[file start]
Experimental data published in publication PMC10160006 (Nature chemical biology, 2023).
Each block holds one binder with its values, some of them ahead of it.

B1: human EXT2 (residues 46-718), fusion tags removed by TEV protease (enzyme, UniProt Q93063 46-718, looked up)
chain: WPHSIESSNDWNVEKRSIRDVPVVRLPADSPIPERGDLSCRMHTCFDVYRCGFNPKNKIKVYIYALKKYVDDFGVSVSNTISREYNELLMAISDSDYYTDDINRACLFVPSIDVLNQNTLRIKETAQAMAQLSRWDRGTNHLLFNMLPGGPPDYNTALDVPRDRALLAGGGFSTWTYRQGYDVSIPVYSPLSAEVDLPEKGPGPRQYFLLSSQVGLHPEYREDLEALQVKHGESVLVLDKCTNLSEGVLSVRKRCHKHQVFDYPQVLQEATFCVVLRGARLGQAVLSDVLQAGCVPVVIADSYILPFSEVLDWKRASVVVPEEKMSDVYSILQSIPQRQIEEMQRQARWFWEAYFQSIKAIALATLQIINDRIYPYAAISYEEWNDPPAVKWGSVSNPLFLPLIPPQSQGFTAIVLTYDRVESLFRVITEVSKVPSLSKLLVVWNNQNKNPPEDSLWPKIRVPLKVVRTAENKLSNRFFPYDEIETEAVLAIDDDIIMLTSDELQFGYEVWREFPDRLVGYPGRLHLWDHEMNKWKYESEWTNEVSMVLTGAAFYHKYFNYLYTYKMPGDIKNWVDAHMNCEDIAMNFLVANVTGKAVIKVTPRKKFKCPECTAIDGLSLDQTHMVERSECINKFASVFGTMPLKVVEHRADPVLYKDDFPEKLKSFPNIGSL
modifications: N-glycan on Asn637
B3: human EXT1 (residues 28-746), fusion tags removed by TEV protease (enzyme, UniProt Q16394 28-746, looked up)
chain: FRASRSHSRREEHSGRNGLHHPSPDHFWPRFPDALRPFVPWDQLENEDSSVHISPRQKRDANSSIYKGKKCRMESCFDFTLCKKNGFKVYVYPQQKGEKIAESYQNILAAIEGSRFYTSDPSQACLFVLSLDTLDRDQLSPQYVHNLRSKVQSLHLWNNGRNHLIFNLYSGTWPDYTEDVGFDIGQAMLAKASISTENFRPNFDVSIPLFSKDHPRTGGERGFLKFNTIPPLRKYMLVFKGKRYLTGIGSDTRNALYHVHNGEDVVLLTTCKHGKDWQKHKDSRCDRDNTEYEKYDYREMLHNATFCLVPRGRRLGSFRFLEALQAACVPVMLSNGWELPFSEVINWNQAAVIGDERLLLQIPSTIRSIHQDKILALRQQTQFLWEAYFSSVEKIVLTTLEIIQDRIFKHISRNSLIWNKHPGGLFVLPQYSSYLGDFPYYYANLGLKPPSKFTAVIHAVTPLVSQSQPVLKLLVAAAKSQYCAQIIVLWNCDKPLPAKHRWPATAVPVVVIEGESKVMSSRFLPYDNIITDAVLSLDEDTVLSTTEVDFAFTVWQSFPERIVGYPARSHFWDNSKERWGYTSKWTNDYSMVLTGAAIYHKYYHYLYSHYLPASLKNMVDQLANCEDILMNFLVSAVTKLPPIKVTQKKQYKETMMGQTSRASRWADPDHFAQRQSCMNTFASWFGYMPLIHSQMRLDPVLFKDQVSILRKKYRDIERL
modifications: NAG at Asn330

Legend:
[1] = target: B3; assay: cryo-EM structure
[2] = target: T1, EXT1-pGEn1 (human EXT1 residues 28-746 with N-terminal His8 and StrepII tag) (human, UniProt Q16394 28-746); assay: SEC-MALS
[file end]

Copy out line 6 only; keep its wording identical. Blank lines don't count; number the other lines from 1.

B3: human EXT1 (residues 28-746), fusion tags removed by TEV protease (enzyme, UniProt Q16394 28-746, looked up)